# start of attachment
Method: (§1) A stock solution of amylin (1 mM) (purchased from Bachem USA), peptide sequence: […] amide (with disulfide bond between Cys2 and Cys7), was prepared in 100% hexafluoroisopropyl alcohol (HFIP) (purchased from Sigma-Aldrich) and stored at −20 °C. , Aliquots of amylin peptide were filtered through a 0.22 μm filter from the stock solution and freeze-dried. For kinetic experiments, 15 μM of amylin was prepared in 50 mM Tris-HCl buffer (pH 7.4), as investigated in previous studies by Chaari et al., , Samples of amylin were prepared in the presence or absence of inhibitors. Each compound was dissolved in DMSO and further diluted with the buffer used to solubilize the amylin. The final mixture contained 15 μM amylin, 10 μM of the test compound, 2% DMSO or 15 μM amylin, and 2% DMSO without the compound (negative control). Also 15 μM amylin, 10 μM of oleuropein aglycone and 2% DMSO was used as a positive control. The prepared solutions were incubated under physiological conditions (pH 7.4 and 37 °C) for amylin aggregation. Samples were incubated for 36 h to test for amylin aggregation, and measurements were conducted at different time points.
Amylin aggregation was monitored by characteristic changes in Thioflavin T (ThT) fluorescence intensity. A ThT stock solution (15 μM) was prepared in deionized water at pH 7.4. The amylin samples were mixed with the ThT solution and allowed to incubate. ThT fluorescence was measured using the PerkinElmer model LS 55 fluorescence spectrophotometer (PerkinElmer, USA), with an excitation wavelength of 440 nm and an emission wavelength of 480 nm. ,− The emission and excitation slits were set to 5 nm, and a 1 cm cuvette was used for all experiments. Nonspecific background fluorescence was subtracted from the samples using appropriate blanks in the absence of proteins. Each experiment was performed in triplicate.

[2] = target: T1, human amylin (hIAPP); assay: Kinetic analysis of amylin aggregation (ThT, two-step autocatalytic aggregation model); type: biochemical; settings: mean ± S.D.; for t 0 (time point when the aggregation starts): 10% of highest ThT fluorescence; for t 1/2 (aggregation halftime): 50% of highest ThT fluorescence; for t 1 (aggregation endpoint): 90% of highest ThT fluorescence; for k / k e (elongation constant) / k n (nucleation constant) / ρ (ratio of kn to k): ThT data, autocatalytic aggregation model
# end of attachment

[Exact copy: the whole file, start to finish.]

Method: (§1) A stock solution of amylin (1 mM) (purchased from Bachem USA), peptide sequence: […] amide (with disulfide bond between Cys2 and Cys7), was prepared in 100% hexafluoroisopropyl alcohol (HFIP) (purchased from Sigma-Aldrich) and stored at −20 °C. , Aliquots of amylin peptide were filtered through a 0.22 μm filter from the stock solution and freeze-dried. For kinetic experiments, 15 μM of amylin was prepared in 50 mM Tris-HCl buffer (pH 7.4), as investigated in previous studies by Chaari et al., , Samples of amylin were prepared in the presence or absence of inhibitors. Each compound was dissolved in DMSO and further diluted with the buffer used to solubilize the amylin. The final mixture contained 15 μM amylin, 10 μM of the test compound, 2% DMSO or 15 μM amylin, and 2% DMSO without the compound (negative control). Also 15 μM amylin, 10 μM of oleuropein aglycone and 2% DMSO was used as a positive control. The prepared solutions were incubated under physiological conditions (pH 7.4 and 37 °C) for amylin aggregation. Samples were incubated for 36 h to test for amylin aggregation, and measurements were conducted at different time points.
Amylin aggregation was monitored by characteristic changes in Thioflavin T (ThT) fluorescence intensity. A ThT stock solution (15 μM) was prepared in deionized water at pH 7.4. The amylin samples were mixed with the ThT solution and allowed to incubate. ThT fluorescence was measured using the PerkinElmer model LS 55 fluorescence spectrophotometer (PerkinElmer, USA), with an excitation wavelength of 440 nm and an emission wavelength of 480 nm. ,− The emission and excitation slits were set to 5 nm, and a 1 cm cuvette was used for all experiments. Nonspecific background fluorescence was subtracted from the samples using appropriate blanks in the absence of proteins. Each experiment was performed in triplicate.

[2] = target: T1, human amylin (hIAPP); assay: Kinetic analysis of amylin aggregation (ThT, two-step autocatalytic aggregation model); type: biochemical; settings: mean ± S.D.; for t 0 (time point when the aggregation starts): 10% of highest ThT fluorescence; for t 1/2 (aggregation halftime): 50% of highest ThT fluorescence; for t 1 (aggregation endpoint): 90% of highest ThT fluorescence; for k / k e (elongation constant) / k n (nucleation constant) / ρ (ratio of kn to k): ThT data, autocatalytic aggregation model